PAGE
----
Do culture and values predict students' perceived classroom goal structures?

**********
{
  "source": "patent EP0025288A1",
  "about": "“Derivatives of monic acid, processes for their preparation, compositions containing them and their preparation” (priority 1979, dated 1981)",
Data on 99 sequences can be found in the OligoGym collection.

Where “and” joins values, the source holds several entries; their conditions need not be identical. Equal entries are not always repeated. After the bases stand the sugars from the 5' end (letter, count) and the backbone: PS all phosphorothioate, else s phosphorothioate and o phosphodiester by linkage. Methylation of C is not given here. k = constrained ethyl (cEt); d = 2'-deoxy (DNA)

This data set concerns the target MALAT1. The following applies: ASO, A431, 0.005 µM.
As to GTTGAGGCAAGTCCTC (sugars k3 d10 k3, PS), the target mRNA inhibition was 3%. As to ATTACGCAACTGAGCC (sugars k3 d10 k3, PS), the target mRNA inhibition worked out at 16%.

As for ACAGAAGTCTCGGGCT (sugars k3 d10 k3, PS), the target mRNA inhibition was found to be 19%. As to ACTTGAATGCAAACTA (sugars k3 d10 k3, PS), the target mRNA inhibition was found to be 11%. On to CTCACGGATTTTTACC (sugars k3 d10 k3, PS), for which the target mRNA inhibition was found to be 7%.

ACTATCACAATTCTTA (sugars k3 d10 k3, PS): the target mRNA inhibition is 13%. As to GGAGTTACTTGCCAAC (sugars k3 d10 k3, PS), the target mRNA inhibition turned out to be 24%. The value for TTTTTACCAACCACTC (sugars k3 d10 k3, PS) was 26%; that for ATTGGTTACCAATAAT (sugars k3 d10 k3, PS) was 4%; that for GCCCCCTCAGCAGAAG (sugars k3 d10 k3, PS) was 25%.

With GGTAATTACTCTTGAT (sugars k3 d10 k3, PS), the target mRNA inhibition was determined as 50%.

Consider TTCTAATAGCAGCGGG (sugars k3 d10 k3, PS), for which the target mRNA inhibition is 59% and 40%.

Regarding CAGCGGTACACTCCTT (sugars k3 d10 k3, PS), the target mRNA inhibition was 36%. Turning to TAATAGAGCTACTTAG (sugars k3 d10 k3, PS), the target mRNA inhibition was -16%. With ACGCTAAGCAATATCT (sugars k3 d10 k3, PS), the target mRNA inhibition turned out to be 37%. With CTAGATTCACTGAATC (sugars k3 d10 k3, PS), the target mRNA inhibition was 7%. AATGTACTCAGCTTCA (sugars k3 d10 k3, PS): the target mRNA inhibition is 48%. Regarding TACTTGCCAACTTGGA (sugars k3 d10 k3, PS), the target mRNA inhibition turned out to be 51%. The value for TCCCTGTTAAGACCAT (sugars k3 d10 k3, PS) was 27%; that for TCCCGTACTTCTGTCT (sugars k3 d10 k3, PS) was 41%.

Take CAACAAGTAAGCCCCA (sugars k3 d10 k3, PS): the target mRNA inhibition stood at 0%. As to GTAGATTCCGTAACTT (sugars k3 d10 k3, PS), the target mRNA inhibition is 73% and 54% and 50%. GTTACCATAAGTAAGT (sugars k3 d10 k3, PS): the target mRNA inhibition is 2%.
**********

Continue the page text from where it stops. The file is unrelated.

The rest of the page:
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The main purpose of this study was to investigate whether university students’ cultural orientation and their values predict their perceived classroom goal structures and their life satisfaction. A cross-sectional design was used in the present study in which 177 students from social sciences and engineering and sciences departments in a foundation university in Ankara, Turkey responded to a survey. The questionnaires measured students’ cultural orientations: (horizontal collectivistic, vertical collectivistic, horizontal individualistic and vertical individualistic orientations), values (intrinsic values and extrinsic values), their perceived classroom goal structures (mastery-approach goal structures, performance-approach goal structures) and their life satisfaction. A Multivariate Analysis of Variance revealed that students from engineering and sciences had a higher mean in perceived performance-approach goal structures, horizontal individualism and vertical collectivism when compared to the mean of students from social sciences. Performing two hierarchical regression analyses, it was revealed that students’ intrinsic values were useful inpredicting their perceived mastery-approach classroom goal structures, whereas perceived performance-approach goal structures were revealed as a negative predictor of life satisfaction. The results were discussed in terms of their implication for educational practices. Cultivating students’ intrinsic values at school and avoiding a performance focus in teaching practices could improve students’ life satisfaction and well-being.